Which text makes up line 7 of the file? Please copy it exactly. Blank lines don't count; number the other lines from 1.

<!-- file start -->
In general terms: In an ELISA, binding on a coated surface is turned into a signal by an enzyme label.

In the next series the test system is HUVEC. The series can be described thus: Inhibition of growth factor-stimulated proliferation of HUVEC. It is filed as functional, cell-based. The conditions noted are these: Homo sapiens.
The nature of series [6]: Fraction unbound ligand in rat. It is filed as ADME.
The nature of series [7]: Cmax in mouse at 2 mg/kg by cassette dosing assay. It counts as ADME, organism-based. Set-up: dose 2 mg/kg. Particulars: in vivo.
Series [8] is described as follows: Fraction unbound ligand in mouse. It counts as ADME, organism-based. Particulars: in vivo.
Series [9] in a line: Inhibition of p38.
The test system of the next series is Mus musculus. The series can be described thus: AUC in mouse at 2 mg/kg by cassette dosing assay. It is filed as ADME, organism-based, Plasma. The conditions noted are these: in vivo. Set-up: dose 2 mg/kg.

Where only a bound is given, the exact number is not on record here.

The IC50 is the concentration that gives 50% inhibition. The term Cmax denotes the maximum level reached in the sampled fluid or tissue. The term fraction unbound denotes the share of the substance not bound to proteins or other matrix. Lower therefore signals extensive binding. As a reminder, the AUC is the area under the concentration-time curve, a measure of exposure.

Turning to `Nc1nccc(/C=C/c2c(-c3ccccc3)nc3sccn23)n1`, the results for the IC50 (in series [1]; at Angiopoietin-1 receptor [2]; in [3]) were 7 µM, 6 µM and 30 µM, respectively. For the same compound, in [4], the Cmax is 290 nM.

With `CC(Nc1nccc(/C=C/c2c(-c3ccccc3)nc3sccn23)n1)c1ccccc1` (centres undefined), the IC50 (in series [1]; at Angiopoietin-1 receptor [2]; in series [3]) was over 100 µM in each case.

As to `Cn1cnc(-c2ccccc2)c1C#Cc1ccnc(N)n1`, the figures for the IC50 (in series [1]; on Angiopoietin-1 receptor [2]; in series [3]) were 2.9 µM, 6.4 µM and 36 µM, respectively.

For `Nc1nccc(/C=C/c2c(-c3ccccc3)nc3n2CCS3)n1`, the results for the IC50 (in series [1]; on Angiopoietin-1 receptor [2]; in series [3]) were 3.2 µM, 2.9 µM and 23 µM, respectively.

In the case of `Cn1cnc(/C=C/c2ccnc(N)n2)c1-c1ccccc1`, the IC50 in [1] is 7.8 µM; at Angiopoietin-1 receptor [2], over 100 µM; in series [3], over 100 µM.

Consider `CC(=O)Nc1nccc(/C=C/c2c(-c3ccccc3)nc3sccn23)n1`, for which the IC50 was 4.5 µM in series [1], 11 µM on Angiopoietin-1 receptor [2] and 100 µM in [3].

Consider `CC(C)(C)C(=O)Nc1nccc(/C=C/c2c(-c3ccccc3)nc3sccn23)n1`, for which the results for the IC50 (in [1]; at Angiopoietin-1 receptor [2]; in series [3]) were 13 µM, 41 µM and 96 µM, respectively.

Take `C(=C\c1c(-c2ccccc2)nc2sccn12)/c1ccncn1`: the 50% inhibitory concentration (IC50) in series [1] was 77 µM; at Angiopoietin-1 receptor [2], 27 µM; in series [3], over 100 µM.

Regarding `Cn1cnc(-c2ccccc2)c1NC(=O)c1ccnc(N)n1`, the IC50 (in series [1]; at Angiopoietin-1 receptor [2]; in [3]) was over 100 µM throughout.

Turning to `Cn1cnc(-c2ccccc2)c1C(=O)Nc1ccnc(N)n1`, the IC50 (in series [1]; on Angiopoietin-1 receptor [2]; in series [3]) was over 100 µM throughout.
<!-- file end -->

The test system of the next series is Mus musculus. The series can be described thus: AUC in mouse at 2 mg/kg by cassette dosing assay. It is filed as ADME, organism-based, Plasma. The conditions noted are these: in vivo. Set-up: dose 2 mg/kg.